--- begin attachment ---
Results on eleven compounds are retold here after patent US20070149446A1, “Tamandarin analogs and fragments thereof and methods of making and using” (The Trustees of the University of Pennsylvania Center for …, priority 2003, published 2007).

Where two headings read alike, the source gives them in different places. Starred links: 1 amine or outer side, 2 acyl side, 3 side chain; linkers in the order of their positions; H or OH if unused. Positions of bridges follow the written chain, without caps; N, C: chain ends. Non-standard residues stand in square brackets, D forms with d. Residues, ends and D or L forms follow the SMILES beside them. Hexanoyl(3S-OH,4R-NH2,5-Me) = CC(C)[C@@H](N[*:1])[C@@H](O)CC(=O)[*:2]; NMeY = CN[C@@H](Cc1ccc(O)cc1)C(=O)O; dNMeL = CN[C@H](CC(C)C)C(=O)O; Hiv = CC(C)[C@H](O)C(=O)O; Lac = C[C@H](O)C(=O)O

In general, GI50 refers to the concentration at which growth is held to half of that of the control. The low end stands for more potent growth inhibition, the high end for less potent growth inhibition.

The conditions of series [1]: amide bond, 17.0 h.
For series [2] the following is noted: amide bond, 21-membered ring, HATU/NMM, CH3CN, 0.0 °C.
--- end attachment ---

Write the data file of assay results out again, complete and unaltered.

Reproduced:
Results on eleven compounds are retold here after patent US20070149446A1, “Tamandarin analogs and fragments thereof and methods of making and using” (The Trustees of the University of Pennsylvania Center for …, priority 2003, published 2007).

Where two headings read alike, the source gives them in different places. Starred links: 1 amine or outer side, 2 acyl side, 3 side chain; linkers in the order of their positions; H or OH if unused. Positions of bridges follow the written chain, without caps; N, C: chain ends. Non-standard residues stand in square brackets, D forms with d. Residues, ends and D or L forms follow the SMILES beside them. Hexanoyl(3S-OH,4R-NH2,5-Me) = CC(C)[C@@H](N[*:1])[C@@H](O)CC(=O)[*:2]; NMeY = CN[C@@H](Cc1ccc(O)cc1)C(=O)O; dNMeL = CN[C@H](CC(C)C)C(=O)O; Hiv = CC(C)[C@H](O)C(=O)O; Lac = C[C@H](O)C(=O)O

In general, GI50 refers to the concentration at which growth is held to half of that of the control. The low end stands for more potent growth inhibition, the high end for less potent growth inhibition.

The conditions of series [1]: amide bond, 17.0 h.
For series [2] the following is noted: amide bond, 21-membered ring, HATU/NMM, CH3CN, 0.0 °C.